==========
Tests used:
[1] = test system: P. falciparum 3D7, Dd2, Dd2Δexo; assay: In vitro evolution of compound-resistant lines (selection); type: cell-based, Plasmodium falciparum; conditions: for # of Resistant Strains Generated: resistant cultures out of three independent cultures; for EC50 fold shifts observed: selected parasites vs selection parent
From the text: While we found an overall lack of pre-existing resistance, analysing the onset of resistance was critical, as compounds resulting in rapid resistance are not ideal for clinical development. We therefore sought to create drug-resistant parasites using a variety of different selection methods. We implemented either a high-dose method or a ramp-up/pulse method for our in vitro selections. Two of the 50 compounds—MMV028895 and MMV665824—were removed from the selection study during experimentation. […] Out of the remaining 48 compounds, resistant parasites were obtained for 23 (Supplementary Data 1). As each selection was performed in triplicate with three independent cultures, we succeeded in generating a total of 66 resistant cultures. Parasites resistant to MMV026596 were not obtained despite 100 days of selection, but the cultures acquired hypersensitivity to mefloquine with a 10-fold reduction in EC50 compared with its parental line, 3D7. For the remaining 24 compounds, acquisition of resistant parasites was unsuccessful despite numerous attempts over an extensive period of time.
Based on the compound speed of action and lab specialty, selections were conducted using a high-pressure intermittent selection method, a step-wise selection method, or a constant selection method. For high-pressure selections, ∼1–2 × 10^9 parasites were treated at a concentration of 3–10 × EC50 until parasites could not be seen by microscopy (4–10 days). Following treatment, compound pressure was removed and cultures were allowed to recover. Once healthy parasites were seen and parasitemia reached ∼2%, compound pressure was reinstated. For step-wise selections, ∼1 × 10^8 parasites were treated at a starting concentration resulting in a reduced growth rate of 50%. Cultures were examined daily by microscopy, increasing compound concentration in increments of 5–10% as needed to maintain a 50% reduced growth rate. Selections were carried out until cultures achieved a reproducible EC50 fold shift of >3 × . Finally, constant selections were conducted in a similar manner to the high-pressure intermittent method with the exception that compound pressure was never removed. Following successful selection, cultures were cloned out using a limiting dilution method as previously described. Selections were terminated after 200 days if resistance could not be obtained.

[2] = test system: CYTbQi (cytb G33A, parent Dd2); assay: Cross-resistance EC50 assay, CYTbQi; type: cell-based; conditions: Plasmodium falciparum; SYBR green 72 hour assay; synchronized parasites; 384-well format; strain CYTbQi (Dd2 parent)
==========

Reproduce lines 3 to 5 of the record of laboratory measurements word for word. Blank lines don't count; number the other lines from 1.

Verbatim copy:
From the text: While we found an overall lack of pre-existing resistance, analysing the onset of resistance was critical, as compounds resulting in rapid resistance are not ideal for clinical development. We therefore sought to create drug-resistant parasites using a variety of different selection methods. We implemented either a high-dose method or a ramp-up/pulse method for our in vitro selections. Two of the 50 compounds—MMV028895 and MMV665824—were removed from the selection study during experimentation. […] Out of the remaining 48 compounds, resistant parasites were obtained for 23 (Supplementary Data 1). As each selection was performed in triplicate with three independent cultures, we succeeded in generating a total of 66 resistant cultures. Parasites resistant to MMV026596 were not obtained despite 100 days of selection, but the cultures acquired hypersensitivity to mefloquine with a 10-fold reduction in EC50 compared with its parental line, 3D7. For the remaining 24 compounds, acquisition of resistant parasites was unsuccessful despite numerous attempts over an extensive period of time.
Based on the compound speed of action and lab specialty, selections were conducted using a high-pressure intermittent selection method, a step-wise selection method, or a constant selection method. For high-pressure selections, ∼1–2 × 10^9 parasites were treated at a concentration of 3–10 × EC50 until parasites could not be seen by microscopy (4–10 days). Following treatment, compound pressure was removed and cultures were allowed to recover. Once healthy parasites were seen and parasitemia reached ∼2%, compound pressure was reinstated. For step-wise selections, ∼1 × 10^8 parasites were treated at a starting concentration resulting in a reduced growth rate of 50%. Cultures were examined daily by microscopy, increasing compound concentration in increments of 5–10% as needed to maintain a 50% reduced growth rate. Selections were carried out until cultures achieved a reproducible EC50 fold shift of >3 × . Finally, constant selections were conducted in a similar manner to the high-pressure intermittent method with the exception that compound pressure was never removed. Following successful selection, cultures were cloned out using a limiting dilution method as previously described. Selections were terminated after 200 days if resistance could not be obtained.

[2] = test system: CYTbQi (cytb G33A, parent Dd2); assay: Cross-resistance EC50 assay, CYTbQi; type: cell-based; conditions: Plasmodium falciparum; SYBR green 72 hour assay; synchronized parasites; 384-well format; strain CYTbQi (Dd2 parent)